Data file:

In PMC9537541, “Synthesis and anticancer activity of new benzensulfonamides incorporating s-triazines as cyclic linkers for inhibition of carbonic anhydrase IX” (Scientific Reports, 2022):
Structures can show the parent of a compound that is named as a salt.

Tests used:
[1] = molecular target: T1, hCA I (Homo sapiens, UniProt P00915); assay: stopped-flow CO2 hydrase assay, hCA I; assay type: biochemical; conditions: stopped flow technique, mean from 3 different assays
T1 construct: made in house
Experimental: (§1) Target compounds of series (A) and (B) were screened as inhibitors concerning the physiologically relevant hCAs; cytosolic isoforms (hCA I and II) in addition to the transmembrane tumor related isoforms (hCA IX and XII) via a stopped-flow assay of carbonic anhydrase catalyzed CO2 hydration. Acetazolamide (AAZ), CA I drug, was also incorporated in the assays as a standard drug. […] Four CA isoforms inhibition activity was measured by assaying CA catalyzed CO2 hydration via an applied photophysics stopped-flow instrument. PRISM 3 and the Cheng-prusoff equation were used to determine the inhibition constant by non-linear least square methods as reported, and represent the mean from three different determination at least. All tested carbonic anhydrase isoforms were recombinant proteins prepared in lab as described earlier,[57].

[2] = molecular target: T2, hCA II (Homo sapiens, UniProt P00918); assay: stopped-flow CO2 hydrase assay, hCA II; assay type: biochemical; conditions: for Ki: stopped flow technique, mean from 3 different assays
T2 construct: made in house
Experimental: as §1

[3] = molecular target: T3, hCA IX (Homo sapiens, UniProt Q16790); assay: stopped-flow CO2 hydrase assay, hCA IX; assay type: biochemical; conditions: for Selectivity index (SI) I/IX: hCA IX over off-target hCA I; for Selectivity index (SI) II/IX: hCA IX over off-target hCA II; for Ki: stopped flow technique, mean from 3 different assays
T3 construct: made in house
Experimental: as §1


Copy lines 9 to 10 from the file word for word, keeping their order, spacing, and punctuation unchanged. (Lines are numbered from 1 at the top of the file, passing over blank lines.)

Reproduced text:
Experimental: as §1

[3] = molecular target: T3, hCA IX (Homo sapiens, UniProt Q16790); assay: stopped-flow CO2 hydrase assay, hCA IX; assay type: biochemical; conditions: for Selectivity index (SI) I/IX: hCA IX over off-target hCA I; for Selectivity index (SI) II/IX: hCA IX over off-target hCA II; for Ki: stopped flow technique, mean from 3 different assays